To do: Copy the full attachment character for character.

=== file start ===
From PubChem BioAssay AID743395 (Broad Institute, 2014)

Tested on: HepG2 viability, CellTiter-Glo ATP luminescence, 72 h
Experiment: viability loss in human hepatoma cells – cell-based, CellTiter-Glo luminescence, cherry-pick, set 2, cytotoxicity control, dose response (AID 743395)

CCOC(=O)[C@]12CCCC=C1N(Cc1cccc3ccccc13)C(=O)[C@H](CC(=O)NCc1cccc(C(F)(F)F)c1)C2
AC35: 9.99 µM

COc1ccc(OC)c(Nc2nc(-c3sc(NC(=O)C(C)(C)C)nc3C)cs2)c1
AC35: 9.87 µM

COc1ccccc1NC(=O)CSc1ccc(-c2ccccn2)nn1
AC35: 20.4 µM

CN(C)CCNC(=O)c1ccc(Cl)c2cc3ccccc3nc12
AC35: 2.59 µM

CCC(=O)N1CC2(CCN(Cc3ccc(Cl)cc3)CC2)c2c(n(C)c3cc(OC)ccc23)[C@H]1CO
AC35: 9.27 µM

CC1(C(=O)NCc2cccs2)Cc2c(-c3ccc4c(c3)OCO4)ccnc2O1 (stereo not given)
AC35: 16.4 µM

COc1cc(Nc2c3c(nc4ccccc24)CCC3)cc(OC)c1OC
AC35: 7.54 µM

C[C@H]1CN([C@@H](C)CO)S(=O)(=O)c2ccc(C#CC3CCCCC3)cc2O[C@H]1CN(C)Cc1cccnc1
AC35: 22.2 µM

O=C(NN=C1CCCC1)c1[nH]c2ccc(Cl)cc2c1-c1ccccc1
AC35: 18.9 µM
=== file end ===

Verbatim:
From PubChem BioAssay AID743395 (Broad Institute, 2014)

Tested on: HepG2 viability, CellTiter-Glo ATP luminescence, 72 h
Experiment: viability loss in human hepatoma cells – cell-based, CellTiter-Glo luminescence, cherry-pick, set 2, cytotoxicity control, dose response (AID 743395)

CCOC(=O)[C@]12CCCC=C1N(Cc1cccc3ccccc13)C(=O)[C@H](CC(=O)NCc1cccc(C(F)(F)F)c1)C2
AC35: 9.99 µM

COc1ccc(OC)c(Nc2nc(-c3sc(NC(=O)C(C)(C)C)nc3C)cs2)c1
AC35: 9.87 µM

COc1ccccc1NC(=O)CSc1ccc(-c2ccccn2)nn1
AC35: 20.4 µM

CN(C)CCNC(=O)c1ccc(Cl)c2cc3ccccc3nc12
AC35: 2.59 µM

CCC(=O)N1CC2(CCN(Cc3ccc(Cl)cc3)CC2)c2c(n(C)c3cc(OC)ccc23)[C@H]1CO
AC35: 9.27 µM

CC1(C(=O)NCc2cccs2)Cc2c(-c3ccc4c(c3)OCO4)ccnc2O1 (stereo not given)
AC35: 16.4 µM

COc1cc(Nc2c3c(nc4ccccc24)CCC3)cc(OC)c1OC
AC35: 7.54 µM

C[C@H]1CN([C@@H](C)CO)S(=O)(=O)c2ccc(C#CC3CCCCC3)cc2O[C@H]1CN(C)Cc1cccnc1
AC35: 22.2 µM

O=C(NN=C1CCCC1)c1[nH]c2ccc(Cl)cc2c1-c1ccccc1
AC35: 18.9 µM